Conflict and fragility

Principles for Good International Engagement in Fragile States

 

OECD DAC Development Ministers and Heads of Agencies endorsed a Policy Commitment and set of Principles for Good International Engagement in Fragile States and Situations at the 2007 OECD DAC High Level Meeting.

 

Originally drafted at the January 2005 Senior Level Forum on Development Effectiveness in Fragile States, these Principles reflect a growing consensus that fragile states require responses that are different from better performing countries.


The Principles recognise that:

  • Fragile states confront particularly severe development challenges such as weak governance, limited administrative capacity, chronic humanitarian crisis, persistent social tensions, violence or the legacy of civil war.
  • A durable exit from poverty and insecurity for the world’s most fragile states will need to be driven by their own leadership and people.
  • Although international engagement will not by itself put an end to state fragility, the adoption of the shared principles can help maximize the positive impact of engagement and minimise unintentional harm.

 

The long-term vision for international engagement in fragile states is to help national reformers build legitimate, effective and resilient state institutions. Progress towards this goal requires joined-up and coherent action within and among governments and organisations. The Principles, therefore, emphasise the need to:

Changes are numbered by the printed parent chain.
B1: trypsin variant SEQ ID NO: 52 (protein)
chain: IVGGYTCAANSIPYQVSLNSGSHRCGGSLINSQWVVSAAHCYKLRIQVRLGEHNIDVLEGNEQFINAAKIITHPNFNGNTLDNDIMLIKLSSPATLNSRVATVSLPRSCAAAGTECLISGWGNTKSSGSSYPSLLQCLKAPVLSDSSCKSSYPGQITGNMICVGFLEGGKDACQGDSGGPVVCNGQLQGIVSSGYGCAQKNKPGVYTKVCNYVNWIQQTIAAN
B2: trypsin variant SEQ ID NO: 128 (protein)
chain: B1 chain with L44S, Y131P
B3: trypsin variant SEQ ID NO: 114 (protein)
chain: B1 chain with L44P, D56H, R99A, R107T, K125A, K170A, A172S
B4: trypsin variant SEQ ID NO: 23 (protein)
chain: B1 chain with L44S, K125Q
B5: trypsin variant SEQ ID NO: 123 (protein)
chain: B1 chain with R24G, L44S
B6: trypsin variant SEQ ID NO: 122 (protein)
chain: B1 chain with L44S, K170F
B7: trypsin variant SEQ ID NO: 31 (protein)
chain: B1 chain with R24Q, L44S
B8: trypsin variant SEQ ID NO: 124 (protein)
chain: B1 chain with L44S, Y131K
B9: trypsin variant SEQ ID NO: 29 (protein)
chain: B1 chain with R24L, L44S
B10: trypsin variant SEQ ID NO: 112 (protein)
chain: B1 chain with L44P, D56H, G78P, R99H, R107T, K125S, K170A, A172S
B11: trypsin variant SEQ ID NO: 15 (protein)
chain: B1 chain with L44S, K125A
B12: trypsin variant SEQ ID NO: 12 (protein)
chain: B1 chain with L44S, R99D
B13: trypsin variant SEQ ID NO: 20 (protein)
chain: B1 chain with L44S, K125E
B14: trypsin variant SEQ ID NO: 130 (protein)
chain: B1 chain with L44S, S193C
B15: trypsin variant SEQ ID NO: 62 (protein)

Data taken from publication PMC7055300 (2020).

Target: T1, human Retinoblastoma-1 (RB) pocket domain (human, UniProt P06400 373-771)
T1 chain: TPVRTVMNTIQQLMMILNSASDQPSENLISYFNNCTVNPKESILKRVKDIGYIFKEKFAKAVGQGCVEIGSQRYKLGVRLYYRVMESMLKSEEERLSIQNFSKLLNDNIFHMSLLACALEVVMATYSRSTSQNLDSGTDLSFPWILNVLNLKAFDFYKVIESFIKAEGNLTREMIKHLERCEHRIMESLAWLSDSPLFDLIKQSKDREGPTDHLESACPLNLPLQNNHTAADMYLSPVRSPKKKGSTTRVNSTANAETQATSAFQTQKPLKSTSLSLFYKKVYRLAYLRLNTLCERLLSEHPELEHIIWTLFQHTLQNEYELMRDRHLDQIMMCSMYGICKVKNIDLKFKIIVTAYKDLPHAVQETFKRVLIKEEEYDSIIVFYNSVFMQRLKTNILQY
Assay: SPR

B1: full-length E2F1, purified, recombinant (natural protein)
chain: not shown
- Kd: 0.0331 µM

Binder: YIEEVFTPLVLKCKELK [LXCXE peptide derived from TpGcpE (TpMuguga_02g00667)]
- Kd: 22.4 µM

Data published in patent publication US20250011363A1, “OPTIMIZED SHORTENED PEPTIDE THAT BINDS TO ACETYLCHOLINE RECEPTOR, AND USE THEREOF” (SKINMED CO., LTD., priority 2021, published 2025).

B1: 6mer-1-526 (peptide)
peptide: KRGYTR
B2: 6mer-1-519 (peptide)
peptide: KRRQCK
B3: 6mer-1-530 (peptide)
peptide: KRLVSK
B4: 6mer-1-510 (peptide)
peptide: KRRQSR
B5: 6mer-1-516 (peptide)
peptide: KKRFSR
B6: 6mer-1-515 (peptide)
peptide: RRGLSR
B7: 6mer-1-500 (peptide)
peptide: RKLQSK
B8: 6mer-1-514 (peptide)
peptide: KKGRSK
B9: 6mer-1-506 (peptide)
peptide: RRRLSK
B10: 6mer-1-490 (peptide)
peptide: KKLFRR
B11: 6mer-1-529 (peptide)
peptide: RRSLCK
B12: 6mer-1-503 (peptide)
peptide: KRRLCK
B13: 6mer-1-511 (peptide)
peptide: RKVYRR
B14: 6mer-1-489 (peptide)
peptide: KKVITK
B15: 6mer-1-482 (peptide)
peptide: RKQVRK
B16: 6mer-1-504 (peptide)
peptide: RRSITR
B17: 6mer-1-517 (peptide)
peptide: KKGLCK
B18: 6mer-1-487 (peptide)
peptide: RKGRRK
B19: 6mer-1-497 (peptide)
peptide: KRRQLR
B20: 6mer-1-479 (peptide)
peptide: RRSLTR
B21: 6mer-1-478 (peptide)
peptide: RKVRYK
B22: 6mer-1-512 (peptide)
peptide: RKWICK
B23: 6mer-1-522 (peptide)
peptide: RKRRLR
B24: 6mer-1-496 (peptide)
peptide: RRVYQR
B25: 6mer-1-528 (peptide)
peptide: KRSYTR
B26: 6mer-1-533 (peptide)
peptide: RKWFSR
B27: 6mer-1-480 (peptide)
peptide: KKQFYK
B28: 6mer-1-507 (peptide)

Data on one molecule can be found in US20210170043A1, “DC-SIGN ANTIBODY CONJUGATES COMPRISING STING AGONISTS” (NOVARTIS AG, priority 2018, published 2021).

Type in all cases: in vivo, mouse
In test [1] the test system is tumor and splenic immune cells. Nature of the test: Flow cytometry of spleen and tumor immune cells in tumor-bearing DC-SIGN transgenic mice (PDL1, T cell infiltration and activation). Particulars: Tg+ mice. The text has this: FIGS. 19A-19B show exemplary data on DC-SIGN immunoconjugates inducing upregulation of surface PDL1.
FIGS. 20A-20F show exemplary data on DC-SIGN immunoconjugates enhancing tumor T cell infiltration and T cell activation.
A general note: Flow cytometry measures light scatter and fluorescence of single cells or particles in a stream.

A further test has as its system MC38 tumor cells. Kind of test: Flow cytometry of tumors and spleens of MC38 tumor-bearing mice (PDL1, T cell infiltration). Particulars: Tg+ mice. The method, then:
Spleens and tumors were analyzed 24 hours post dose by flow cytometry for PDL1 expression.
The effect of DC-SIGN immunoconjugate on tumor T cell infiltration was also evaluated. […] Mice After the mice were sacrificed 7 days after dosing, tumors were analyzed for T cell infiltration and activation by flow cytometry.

• Take context as the starting point
  • Ensure all activities do no harm
  • Focus on state-building as the central objective
  • Prioritise prevention
  • Recognise the links between, political, security and development objectives
  • Promote non discrimination as a basis for inclusive and stable societies
  • Align with local priorities in different ways in different contexts
  • Agree on practical co-ordination mechanisms between international actors
  • Act fast…but stay engaged long enough to give success a chance
  • Avoid pockets of exclusion (“aid orphans”)
The Principles were field-tested in nine countries over 2006-2007:
  • The Solomon Islands (facilitated by Australia and New Zealand)
  • The Democratic Republic of Congo (facilitated by Belgium)
  • Haiti (facilitated by Canada)
  • Sudan (facilitated by Norway)
  • Guinea Bissau (facilitated by Portugal)
  • Nepal (facilitated by the UK)
  • Somalia (facilitated by the World Bank and the UK)
  • Yemen (facilitated by UNDP and the UK)
 

In these countries the Principles have started to catalyse behavior change among donors. Ongoing work of the Fragile State Group aims to offer more operational guidance consistent with the Principles in order to sharpen donor strategies and programmes in fragile states. The Principles are also being used in DAC Peer Reviews to assess donor engagement in fragile states .

 

The Principles aim to complement and inform the commitments set out in the 2005 Paris Declaration on Aid Effectiveness which notes the need to adapt and apply aid effectiveness principles to differing country situations, particularly fragile states.

 

 

The Principles are also available in English, FrenchGerman and Spanish.

 


 

 

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